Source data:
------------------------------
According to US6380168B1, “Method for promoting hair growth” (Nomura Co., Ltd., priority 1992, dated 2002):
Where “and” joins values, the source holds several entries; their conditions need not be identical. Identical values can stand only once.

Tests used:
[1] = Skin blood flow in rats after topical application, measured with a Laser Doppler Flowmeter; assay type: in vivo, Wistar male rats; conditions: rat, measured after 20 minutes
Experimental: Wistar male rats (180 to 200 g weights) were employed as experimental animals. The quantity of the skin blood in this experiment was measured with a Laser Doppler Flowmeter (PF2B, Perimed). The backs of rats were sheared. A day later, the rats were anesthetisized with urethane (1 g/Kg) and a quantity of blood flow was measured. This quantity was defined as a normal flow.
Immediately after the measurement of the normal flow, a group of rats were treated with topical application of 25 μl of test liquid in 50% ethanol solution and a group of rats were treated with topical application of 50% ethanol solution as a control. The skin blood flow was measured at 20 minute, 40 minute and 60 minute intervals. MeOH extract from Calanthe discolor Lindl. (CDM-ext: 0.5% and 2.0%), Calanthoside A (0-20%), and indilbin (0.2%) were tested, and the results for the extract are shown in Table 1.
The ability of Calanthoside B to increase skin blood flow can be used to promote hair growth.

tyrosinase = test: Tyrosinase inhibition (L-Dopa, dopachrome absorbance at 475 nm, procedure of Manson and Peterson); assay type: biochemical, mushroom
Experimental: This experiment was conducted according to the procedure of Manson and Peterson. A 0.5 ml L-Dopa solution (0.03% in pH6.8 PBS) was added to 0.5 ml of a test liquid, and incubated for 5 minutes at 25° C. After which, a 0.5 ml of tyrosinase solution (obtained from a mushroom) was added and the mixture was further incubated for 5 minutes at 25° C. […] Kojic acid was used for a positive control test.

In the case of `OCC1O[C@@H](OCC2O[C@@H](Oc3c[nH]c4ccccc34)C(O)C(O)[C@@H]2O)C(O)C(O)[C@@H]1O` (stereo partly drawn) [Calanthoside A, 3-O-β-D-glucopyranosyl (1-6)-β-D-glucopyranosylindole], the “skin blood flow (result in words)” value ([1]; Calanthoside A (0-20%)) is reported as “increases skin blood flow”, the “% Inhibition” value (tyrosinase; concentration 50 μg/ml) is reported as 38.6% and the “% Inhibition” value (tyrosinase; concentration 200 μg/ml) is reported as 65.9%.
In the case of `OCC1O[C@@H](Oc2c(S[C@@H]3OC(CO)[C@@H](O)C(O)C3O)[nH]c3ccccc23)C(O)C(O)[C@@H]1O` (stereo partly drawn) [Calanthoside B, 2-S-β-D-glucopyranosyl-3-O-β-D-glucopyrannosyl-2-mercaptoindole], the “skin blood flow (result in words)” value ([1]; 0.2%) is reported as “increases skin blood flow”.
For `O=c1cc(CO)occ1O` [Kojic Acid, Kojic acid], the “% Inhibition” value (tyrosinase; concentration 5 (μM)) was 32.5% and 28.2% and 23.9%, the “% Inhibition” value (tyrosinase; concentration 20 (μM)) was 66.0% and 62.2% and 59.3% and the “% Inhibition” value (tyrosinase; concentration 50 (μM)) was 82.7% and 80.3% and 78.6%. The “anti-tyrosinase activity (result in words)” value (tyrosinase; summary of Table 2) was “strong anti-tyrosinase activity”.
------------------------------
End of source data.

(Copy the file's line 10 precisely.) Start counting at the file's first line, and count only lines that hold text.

In the case of `OCC1O[C@@H](OCC2O[C@@H](Oc3c[nH]c4ccccc34)C(O)C(O)[C@@H]2O)C(O)C(O)[C@@H]1O` (stereo partly drawn) [Calanthoside A, 3-O-β-D-glucopyranosyl (1-6)-β-D-glucopyranosylindole], the “skin blood flow (result in words)” value ([1]; Calanthoside A (0-20%)) is reported as “increases skin blood flow”, the “% Inhibition” value (tyrosinase; concentration 50 μg/ml) is reported as 38.6% and the “% Inhibition” value (tyrosinase; concentration 200 μg/ml) is reported as 65.9%.